The dog’s owner administratively appealed those cited violations. An administrative hearing was held on that appeal, where the dog’s owner was represented by an attorney. Following the administrative hearing, the administrative hearing officer upheld the violations, which were supported, in part, by the testimony offered by the dog owner’s expert witness who testify on the owner’s behalf.
It’s important to note that both administrative hearings were conducted by independent, neutral, and outside entities.
Following the administrative decision and order which authorized the humane euthanasia of the dangerous animal, the City provided the dog’s owner with notice of the intended date for euthanasia to allow the owner time to seek a stay or other interim judicial relief of the administrative order. Represented by an attorney, the dog’s owner filed a lawsuit against the City with a request to the Sacramento County Superior Court to stay the administrative decision and order, and the humane euthanasia of the dangerous animal. The Court denied the owner’s request for a stay. Through her attorney, the dog owner filed a separate court action attempting to appeal the administrative decisions. That appeal was dismissed by the Sacramento County Superior Court. Through her attorney, the owner filed an additional and separate federal lawsuit against the City. On September 28, 2022, the federal court issued an order denying the owner’s request to stay the euthanasia of the dangerous animal.
The City understands and acknowledges the concerns this case raises. However, the City’s primary objective in this case, and in all other cases involving dangerous animals, is to protect the safety of the public, particularly in a case such as this where an unprovoked dangerous animal has attacked individuals, causing injuries, on multiple separate occasions.
CITY OF ELK GROVE: Dangerous Animal Incident Timeline
- May 16, 2022: The first attack on a City resident, causing injury.
- May 25, 2022: The City’s Animal Services staff designated the dog as dangerous.
- June 8, 2022: The dog’s owner was afforded an administrative hearing before an independent hearing officer, and she was provided notice and an opportunity to be heard. She submitted a written statement in support of her position, which was considered by the hearing officer.
- June 15, 2022: Taking into account the evidence submitted by the City and the dog’s owner, the hearing officer issued a decision, confirming the dog as dangerous and confirming keeping requirements for dangerous animals as provided by applicable law. The hearing officer’s decision provided that those keeping requirements be met within 30 days of the notice of designating the animal as dangerous, consistent with applicable law. The owner had the right to appeal that decision to the California Superior Court, but she failed to timely file such appeal, thereby waiving her right to appeal.
- July 15, 2022: The City’s Animal Services staff conducted a compliance inspection and concluded that the owner failed to comply with the mandated keeping restrictions and impounded the dangerous animal. While the owner was bringing the animal to the City Animal Services vehicle, the owner lost control of the dog, and it attacked and bit an Elk Grove Police Officer who was on scene, causing injury.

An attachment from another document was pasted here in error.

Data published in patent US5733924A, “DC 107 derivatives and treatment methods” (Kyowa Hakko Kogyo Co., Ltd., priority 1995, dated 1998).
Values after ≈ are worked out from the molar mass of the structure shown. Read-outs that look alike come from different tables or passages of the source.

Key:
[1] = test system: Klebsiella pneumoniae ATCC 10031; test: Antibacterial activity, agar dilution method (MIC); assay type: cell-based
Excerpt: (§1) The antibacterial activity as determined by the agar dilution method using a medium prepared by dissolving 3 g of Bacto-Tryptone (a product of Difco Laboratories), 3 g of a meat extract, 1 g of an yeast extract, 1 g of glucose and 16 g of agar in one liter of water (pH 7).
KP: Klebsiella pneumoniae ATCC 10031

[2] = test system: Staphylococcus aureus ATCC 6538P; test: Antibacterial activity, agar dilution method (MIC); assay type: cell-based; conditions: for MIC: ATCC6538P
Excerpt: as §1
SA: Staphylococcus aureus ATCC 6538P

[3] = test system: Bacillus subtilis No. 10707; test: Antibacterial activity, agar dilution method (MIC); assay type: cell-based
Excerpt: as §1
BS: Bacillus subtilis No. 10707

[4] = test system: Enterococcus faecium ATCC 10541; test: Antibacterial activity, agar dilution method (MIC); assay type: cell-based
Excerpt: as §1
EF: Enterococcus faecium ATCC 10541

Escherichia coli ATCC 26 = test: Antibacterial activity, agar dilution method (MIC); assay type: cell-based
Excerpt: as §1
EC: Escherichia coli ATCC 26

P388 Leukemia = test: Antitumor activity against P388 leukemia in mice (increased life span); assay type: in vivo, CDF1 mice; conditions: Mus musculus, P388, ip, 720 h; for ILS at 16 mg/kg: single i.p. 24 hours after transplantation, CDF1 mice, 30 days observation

- August 15, 2022: A second administrative hearing was held before a different independent hearing officer concerning the alleged violations of the dangerous animal keeping requirements. The owner had notice and an opportunity to be heard at the administrative proceeding, and she was represented by her attorney at that proceeding.
- September 6, 2022: Following receipt and review of evidence and argument by all sides, including written briefing by the parties, the second hearing officer concluded that the owner failed to comply with the mandated keeping restrictions and ordered the dangerous animal to be humanely euthanized. The City delayed euthanizing the animal to no earlier than September 16, 2022 to allow the owner time to pursue judicial remedies with the courts, should she wish to seek a stay the euthanasia order
- September 14, 2022: The state court denied the owner’s request for stay of the euthanasia order.
- September 21, 2022: The state court dismissed a second lawsuit filed by the owner. Upon dismissal of the second case, the City agreed to a stipulated order staying euthanasia of the dangerous animal until September 23, 2022, to allow the owner additional time to pursue further remedies, as she saw fit. The owner then filed a lawsuit in federal court.
- September 22, 2022: The federal court initially granted a temporary restraining order preventing the animal’s euthanasia until September 28, 2022, pending briefing from the parties.
- September 28, 2022: The federal court issued a new order denying the owner’s request for any further temporary restraining order.
- October 6, 2022: The state court denied a request for release of the dog.
- October 17, 2022: The state court denied a further request for release of the dog.
- October 28, 2022: The state court denied the owner’s request to set aside the dismissal in the case dismissed on September 21, 2022 (see entry above).
- October 28, 2022: The dangerous animal known by its owner as Zeus was humanely euthanized by the City of Elk Grove consistent with a previously issued administrative order.
*all images are video grabs or provided images from the Elk Grove Police Department and The City of Elk Grove